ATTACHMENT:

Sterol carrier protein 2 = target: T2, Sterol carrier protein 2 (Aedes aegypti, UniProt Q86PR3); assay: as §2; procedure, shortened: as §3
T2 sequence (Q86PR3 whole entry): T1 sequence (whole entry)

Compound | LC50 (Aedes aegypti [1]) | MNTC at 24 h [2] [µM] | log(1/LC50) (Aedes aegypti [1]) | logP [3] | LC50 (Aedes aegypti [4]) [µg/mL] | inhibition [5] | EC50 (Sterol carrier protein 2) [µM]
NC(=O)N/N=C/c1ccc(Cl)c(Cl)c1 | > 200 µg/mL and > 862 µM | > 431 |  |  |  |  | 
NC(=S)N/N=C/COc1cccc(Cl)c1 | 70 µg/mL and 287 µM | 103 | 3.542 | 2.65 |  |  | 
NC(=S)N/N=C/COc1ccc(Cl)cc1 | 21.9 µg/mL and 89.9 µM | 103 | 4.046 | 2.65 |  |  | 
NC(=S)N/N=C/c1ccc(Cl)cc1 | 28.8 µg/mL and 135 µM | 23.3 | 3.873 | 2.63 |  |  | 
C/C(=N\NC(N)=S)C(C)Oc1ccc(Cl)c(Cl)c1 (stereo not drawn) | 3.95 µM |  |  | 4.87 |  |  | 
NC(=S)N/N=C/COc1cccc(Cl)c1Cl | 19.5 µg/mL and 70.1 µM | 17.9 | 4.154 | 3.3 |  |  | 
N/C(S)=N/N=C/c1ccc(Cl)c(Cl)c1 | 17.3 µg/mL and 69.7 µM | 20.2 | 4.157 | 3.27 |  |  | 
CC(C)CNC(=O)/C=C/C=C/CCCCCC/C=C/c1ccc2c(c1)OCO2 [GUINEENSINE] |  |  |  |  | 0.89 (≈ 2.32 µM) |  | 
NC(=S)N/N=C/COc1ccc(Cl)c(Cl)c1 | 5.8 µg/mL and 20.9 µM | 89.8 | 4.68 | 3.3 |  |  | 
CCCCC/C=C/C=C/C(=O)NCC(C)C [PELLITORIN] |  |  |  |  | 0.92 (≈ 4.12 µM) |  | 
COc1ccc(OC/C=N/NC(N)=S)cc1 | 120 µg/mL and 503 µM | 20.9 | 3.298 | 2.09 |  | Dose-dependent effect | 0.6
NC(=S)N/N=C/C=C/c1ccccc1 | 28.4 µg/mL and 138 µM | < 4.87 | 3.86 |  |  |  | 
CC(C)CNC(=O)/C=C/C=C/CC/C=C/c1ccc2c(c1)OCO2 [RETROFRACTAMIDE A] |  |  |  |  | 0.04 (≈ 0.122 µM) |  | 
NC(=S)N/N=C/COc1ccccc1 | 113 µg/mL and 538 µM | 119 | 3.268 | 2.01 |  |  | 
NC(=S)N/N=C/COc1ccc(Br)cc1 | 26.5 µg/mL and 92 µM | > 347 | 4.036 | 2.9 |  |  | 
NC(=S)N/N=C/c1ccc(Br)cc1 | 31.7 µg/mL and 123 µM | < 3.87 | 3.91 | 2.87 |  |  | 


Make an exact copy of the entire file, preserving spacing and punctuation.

Sterol carrier protein 2 = target: T2, Sterol carrier protein 2 (Aedes aegypti, UniProt Q86PR3); assay: as §2; procedure, shortened: as §3
T2 sequence (Q86PR3 whole entry): T1 sequence (whole entry)

Compound | LC50 (Aedes aegypti [1]) | MNTC at 24 h [2] [µM] | log(1/LC50) (Aedes aegypti [1]) | logP [3] | LC50 (Aedes aegypti [4]) [µg/mL] | inhibition [5] | EC50 (Sterol carrier protein 2) [µM]
NC(=O)N/N=C/c1ccc(Cl)c(Cl)c1 | > 200 µg/mL and > 862 µM | > 431 |  |  |  |  | 
NC(=S)N/N=C/COc1cccc(Cl)c1 | 70 µg/mL and 287 µM | 103 | 3.542 | 2.65 |  |  | 
NC(=S)N/N=C/COc1ccc(Cl)cc1 | 21.9 µg/mL and 89.9 µM | 103 | 4.046 | 2.65 |  |  | 
NC(=S)N/N=C/c1ccc(Cl)cc1 | 28.8 µg/mL and 135 µM | 23.3 | 3.873 | 2.63 |  |  | 
C/C(=N\NC(N)=S)C(C)Oc1ccc(Cl)c(Cl)c1 (stereo not drawn) | 3.95 µM |  |  | 4.87 |  |  | 
NC(=S)N/N=C/COc1cccc(Cl)c1Cl | 19.5 µg/mL and 70.1 µM | 17.9 | 4.154 | 3.3 |  |  | 
N/C(S)=N/N=C/c1ccc(Cl)c(Cl)c1 | 17.3 µg/mL and 69.7 µM | 20.2 | 4.157 | 3.27 |  |  | 
CC(C)CNC(=O)/C=C/C=C/CCCCCC/C=C/c1ccc2c(c1)OCO2 [GUINEENSINE] |  |  |  |  | 0.89 (≈ 2.32 µM) |  | 
NC(=S)N/N=C/COc1ccc(Cl)c(Cl)c1 | 5.8 µg/mL and 20.9 µM | 89.8 | 4.68 | 3.3 |  |  | 
CCCCC/C=C/C=C/C(=O)NCC(C)C [PELLITORIN] |  |  |  |  | 0.92 (≈ 4.12 µM) |  | 
COc1ccc(OC/C=N/NC(N)=S)cc1 | 120 µg/mL and 503 µM | 20.9 | 3.298 | 2.09 |  | Dose-dependent effect | 0.6
NC(=S)N/N=C/C=C/c1ccccc1 | 28.4 µg/mL and 138 µM | < 4.87 | 3.86 |  |  |  | 
CC(C)CNC(=O)/C=C/C=C/CC/C=C/c1ccc2c(c1)OCO2 [RETROFRACTAMIDE A] |  |  |  |  | 0.04 (≈ 0.122 µM) |  | 
NC(=S)N/N=C/COc1ccccc1 | 113 µg/mL and 538 µM | 119 | 3.268 | 2.01 |  |  | 
NC(=S)N/N=C/COc1ccc(Br)cc1 | 26.5 µg/mL and 92 µM | > 347 | 4.036 | 2.9 |  |  | 
NC(=S)N/N=C/c1ccc(Br)cc1 | 31.7 µg/mL and 123 µM | < 3.87 | 3.91 | 2.87 |  |  | 